Curley's Wife

This is my own interpretation of the importance of Curley's Wife and how she relates to the main themes in 'Of Mice and Men'.

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  • Created by: Tangila
  • Created on: 17-12-11 21:09
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Is Curley's Wife an important character in 'Of Mice and Men'? How does she fit into the themes of the novel?
In the novel, 'Mice and Men' the others characters refer to her as Curley's wife making her the only
character John Steinbeck has created without a name. By not giving her a name she seems like an
insignificant character but Steinbeck uses this technique to emphasise the position of women in society. From
her name, it suggests she is Curley's possession rather than a person with her own individual identity. Through
Curley's wife, the theme of sexism is emphasised therefore making her an important character in the novel.
He illustrates this theme through Curley's wife as women in the 1930's were powerless simply because of
their gender.
In her initial appearance, Steinbeck describes her as wearing, 'a cotton house dress and red mules,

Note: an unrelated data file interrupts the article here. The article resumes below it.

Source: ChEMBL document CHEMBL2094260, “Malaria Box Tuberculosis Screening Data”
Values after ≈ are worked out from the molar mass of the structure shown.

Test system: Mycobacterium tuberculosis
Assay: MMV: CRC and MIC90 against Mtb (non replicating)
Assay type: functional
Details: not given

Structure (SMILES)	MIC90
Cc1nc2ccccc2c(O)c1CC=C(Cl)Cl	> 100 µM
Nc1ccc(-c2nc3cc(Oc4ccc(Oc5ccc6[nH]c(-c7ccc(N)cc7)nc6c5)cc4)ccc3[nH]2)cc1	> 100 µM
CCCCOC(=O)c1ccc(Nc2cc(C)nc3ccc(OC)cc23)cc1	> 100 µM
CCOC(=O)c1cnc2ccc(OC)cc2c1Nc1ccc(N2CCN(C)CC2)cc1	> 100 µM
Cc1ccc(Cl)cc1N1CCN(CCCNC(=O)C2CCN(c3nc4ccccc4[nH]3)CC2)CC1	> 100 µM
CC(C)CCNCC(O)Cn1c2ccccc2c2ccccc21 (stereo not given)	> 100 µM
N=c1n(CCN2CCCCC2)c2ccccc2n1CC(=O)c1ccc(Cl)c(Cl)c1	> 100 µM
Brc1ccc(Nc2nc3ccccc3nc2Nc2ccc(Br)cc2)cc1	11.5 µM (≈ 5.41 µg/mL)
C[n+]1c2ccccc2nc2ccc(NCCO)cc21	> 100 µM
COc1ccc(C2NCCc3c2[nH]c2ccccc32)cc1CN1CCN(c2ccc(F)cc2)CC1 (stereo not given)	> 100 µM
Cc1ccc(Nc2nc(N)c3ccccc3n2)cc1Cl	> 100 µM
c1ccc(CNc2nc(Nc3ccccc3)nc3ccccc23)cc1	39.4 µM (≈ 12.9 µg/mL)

on the insteps of which were little bouquets of red ostrich feather'. Curley's wife is wearing clothing which
would be worn when going out on a special occasion. This is inferred by the 'bouquets of red ostrich feathers' as
in those times, ostrich feathers were considered to be a rich person's belonging or a belonging worn during an
outing. She seems to be roaming around the ranch to gain attention from other ranch workers despite being
married to Curley, the bosses' son. This is not only suggestive of her flirtatious nature but the fact that she is
lonely and desperate for a companion. It seems as though she does not receive this from her marital
relationship with Curley.
Furthermore, 'cotton house dress' is suggestive that her position lies inside her house. As John
Steinbeck places her in this cotton house dress, it emphasises this but it also suggest that without the dress
she wouldn't belong in the house. Steinbeck seems to be voicing his views that women shouldn't be trapped in
a house and it also shows her behaviour that she is not homely but she is made to be. Also, the use of 'house'
shows that she is a part of an artificial scene implying that she is living in atmosphere where she has no
importance which is a contrasting atmosphere to if she was living in her 'home'. He uses this to reinforce the
idea that women were isolated with no rights and society was shaped in a way where women belonged in
their house and were objects for men.




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